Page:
Open access peer-reviewed chapter

Health Risks of Potentially Toxic Metals Contaminated Water

By Om Prakash Bansal

Submitted: October 1st 2019Reviewed: March 16th 2020Published: May 4th 2020

DOI: 10.5772/intechopen.92141

Downloaded: 379


Groundwater which fulfills globally 50–80% need of drinking water, due to Anthropogenic and geologic activities, has been continuously contaminated by potentially toxic metals, causing a range of effects to animals and citizenry. In the developing countries, about 80% of diseases are waterborne diseases. Bio accumulation of these metals in citizenry due to intake of contaminated vegetables, fruits, fishes, seafood and drinking water and beverages causes a serious threat to citizenry. Toxicity of these metals is due to metabolic interference and mutagenesis, interference in the normal functioning of structural proteins, enzymes, and nucleic acids by binding them, adversely affecting the immune and hematopoietic systems in citizenry and animals. The toxic metals also enrich antibiotic resistant microbes particularly bacteria by Co-selection (occurring by Co-resistance and cross-resistance) as it promotes antibiotic resistance in bacteria even in absence of antibiotics. These metals in living cells cause cytotoxicity, oxidative stress resulting in the damages of antioxidants, enzyme inhibition, loss of DNA repair mechanism, protein dysfunction and damage to lipid per oxidase. Endocrine disruption, neuro-developmental toxicity, biosynthesis of hemoglobin, metabolism of vitamin D, renal toxicity, damage to central nervous system, hearing speech and visual disorders, hypertension, anemia, dementia, hematemesis, bladder, lung, nose, larynx, prostate cancer, and bone diseases are some other health’s risks to human.


  • pollution
  • human
  • potentially toxic metals
  • health risks
  • heavy metals resistance
  • fishes

1. Introduction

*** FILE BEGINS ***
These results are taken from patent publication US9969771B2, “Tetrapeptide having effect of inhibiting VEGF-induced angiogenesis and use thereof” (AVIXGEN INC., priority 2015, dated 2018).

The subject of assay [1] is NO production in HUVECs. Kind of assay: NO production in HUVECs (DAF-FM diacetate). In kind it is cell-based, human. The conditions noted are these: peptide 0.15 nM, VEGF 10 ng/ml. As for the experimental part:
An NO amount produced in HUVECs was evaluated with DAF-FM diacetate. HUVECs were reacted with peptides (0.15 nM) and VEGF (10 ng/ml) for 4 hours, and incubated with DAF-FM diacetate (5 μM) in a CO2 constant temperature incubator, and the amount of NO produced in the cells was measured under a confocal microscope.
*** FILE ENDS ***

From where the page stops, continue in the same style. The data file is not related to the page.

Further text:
Water the “life-blood of the biosphere” may be an alcahest which dissolves different chemicals and environmental pollutants. Globally, groundwater is the main source of domestic drinking water both in rural and urban areas and fulfills approximately 80% need of drinking water in the rural areas and 50% of urban water need. As surface water infiltrates to unconfined aquifers easily, these aquifers are contaminated very easily. The pollution of groundwater causes significant alteration in the environment. The most sources of lakes, rivers, ponds, and streams are the groundwater. When contaminated groundwater is supplied to those sources, the surface water is additionally contaminated which causes harm to birds, animals, and plants. Because of population growth over the last 50 years, the abstraction of groundwater has increased leading to reduce natural discharge flows and groundwater quality. Groundwater quality is additionally suffering from recharge rate and recharge quality. Existence of human on earth without potentially toxic metals is not possible. These potentially toxic metals (Cd, Cu, Pb, Zn, Cr (III), Cr (VI), and Hg) have high relative atomic mass and density. Hindu Business on Feb 20, 2019 reported that “more than forty million people in rural India drinks to water contaminated by heavy metals, arsenic, fluoride, etc.” The results are devastating. Diarrhea, often caused by exposure to fecal matter, kills 600,000 Indians per annum and waterborne diseases throughout the Ganges basin. In India, 25% of water sources is River Ganga. These metals participate within the redox reactions and are an important part of enzymes. Cobalt is a constituent of vitamin B12, and manganese acts as an activator of the enzymes within the physical body [1]. Copper is important for enzyme ascorbate oxidase, cytochrome oxidase, plastocyanin oxidase, and photosynthesis in plants. As these metals cannot be degraded, they persist in the environment (in soils, industrial effluents, groundwater) for a long period; easily bio accumulated and bio magnify within the food chains poses a significant threat to the consumer and pollution of water sources by potentially toxic metals became a worldwide problem [2]. The toxic effect of these metals could also be because of metabolic interference and mutagenesis. These metals interfere in the normal functioning of structural proteins, enzymes, and nucleic acids by binding them. Even a smaller amount of potentially toxic metals/metalloid arsenic, lead, cadmium, nickel, mercury, chromium, cobalt, and zinc beyond their permissible limit in body became harmful. These metals also enrich antibiotic resistant microbes even in the absence of antibiotics. This study discusses the health risks of potentially toxic metals contaminated water to the citizenry accumulated via intake of contaminated vegetables, fruits, fishes (freshwater or marine), drinking water, and beverages. The consequences of those metals on antibiotic resistant genes and bacteria have also been discussed.